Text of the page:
California’s Governor Jerry Brown’s touts green energy and the local air pollution control regulators rule-make to excess.

Despite all of this business-crushing environmental protection, the Golden State is covered in shame and smog. It turns out six of the ten most polluted American cities are in California!

California’s smoggy reputation appears to be deserved: Six of the USA’s 10 cities with the worst air pollution are in the Golden State, according to a new report.

Bakersfield, Calif., again holds the dubious distinction of having the USA’s most days of highly polluted air, based on data from 2013-2015, the American Lung Association’s annual “State of the Air” report released Wednesday found.

In addition to the worst spikes of short-term pollution — led by Bakersfield — the report also lists the cities with the worst overall year-round pollution — led by Visala/Hanford, Calif.— and the worst ozone pollution, led by the Los Angeles/Long Beach area.

http://www.gannett-cdn.com/usatoday/editorial/graphics/2017/04/041817-PolutedCities1.png

But is the news as dire as is being presented, especially since reports like this will inspire even more unreasonable regulatory inanity?

The first point to address is that Californian geography lends itself to conditions that are favorable to smog formation. For example, the combination of the Los Angeles basin, the limited number of mountain passes that are conducive to air flow, and Pacific Inversion causing cooler air to seal in warm, contaminate-containing atmosphere cannot be changed…short of a MOAB.

The most polluted city, Bakersfield, lies near the southern “horseshoe” end of the San Joaquin Valley, with the southern tip of the Sierra Nevada just to the east. The combination of location, desert conditions, oil production, farming, and other economically necessary activities contributes to the air contaminants.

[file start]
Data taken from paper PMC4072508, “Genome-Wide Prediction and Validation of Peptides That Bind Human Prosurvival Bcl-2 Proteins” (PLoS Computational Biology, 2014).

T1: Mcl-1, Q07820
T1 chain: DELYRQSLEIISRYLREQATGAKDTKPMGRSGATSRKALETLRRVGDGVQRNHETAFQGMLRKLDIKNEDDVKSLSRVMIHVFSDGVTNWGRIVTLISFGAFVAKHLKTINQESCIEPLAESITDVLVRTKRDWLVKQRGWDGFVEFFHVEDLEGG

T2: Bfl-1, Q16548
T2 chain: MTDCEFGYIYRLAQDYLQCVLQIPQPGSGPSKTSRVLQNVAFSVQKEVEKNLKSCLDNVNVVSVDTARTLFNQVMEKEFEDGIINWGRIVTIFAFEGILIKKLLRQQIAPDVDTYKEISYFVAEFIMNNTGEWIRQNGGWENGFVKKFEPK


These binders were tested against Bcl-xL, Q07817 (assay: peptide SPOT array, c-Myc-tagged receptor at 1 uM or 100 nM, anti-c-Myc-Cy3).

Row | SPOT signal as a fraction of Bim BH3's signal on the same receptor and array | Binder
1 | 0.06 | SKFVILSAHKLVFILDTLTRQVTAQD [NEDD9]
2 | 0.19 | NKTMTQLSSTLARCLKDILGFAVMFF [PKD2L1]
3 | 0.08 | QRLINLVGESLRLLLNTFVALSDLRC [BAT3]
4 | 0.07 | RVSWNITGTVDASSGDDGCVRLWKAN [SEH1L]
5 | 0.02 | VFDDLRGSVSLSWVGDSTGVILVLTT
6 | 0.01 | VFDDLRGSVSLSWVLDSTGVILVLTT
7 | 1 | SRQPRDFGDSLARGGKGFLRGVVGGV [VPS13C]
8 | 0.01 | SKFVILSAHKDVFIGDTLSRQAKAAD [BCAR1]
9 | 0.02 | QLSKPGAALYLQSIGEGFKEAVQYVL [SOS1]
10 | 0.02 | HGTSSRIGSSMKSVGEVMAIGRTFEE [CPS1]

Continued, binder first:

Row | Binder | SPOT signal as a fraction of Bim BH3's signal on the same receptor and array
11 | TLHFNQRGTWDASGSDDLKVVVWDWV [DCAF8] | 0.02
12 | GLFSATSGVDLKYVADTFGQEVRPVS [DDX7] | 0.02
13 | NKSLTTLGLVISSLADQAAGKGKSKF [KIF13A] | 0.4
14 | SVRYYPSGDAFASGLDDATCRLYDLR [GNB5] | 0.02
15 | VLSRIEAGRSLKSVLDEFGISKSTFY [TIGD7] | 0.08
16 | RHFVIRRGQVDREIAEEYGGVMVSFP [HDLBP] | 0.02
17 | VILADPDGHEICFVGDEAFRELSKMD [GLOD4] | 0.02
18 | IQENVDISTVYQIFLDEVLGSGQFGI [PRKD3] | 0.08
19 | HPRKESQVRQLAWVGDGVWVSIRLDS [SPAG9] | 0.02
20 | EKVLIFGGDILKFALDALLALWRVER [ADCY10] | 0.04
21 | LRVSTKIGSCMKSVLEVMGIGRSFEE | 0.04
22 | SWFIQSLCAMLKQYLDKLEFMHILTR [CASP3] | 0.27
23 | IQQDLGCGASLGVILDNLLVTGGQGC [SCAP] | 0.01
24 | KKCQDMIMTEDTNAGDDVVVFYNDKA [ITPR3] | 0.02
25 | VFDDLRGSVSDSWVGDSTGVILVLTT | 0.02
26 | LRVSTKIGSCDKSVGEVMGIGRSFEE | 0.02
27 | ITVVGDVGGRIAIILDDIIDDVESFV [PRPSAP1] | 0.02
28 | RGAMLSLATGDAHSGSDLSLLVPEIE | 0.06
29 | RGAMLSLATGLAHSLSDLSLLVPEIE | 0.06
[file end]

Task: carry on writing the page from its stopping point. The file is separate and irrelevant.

Another aspect to consider is the data itself. While it is interesting to compare California to the rest of the nation, the more valuable comparison is analyzing the pollution data from the state’s past. There is a lot of sunshine in those statistics!

For example, 20-year study focused on Los Angles finds that millennial children breathe easier than youngsters who came of age in the ’90s because or reduced pollutant levels.

…Combined exposure to two harmful pollutants, nitrogen dioxide (NO2) and particulate matter of diameter under 2.5 microns (PM2.5) fell approximately 40 percent for the third cohort of 2007-11 compared to the first cohort of 1994-98. The study followed children from Long Beach, Mira Loma, Riverside, San Dimas and Upland.

Children’s lungs grew faster as air quality improved. Lung growth from age 11 to 15 was more than 10 percent greater for children breathing the lower levels of NO2 from 2007 to 2011 compared to those breathing higher levels from 1994-98.

There has also been a substantial reduction of pollutants in Bakersfield as well.

…But the authority tasked with addressing the region’s air quality issues, the San Joaquin Valley Air Pollution Control District, does not seem too concerned, suggesting it has done just about all it can to alleviate the problem.

“Over the last 25 years, air pollution in the San Joaquin Valley – from the stationary sources we regulate – has been reduced by over 80% with some of the toughest air regulations in place anywhere in the nation,” says Seyed Sadredin, the air district’s executive director.

The final point to make, and one which I hope our bureaucrats weigh seriously, is that there is not need for excessive, new regulations since the current ones are working. There has been an exodus from California, which was once a dream-destination for Americans. Another six-in-ten number makes this point:

An analysis of Census Bureau data by the Sacramento Bee shows that between 2005 and 2015 800,000 working-class Californians on net left for other states. Twenty percent of this net working-class outflow — 156,000 — went to one state in particular: Texas. Meanwhile, new data from the Census Bureau show that six of the 10 fastest-growing counties in the United States are in Texas or Utah; none are in California.

Furthermore, long-term unemployment shortens lifespans more thoroughly than the pollutant du jour. Political pollution in this state is already toxic enough without using dramatic news reports to guide environmental policy.

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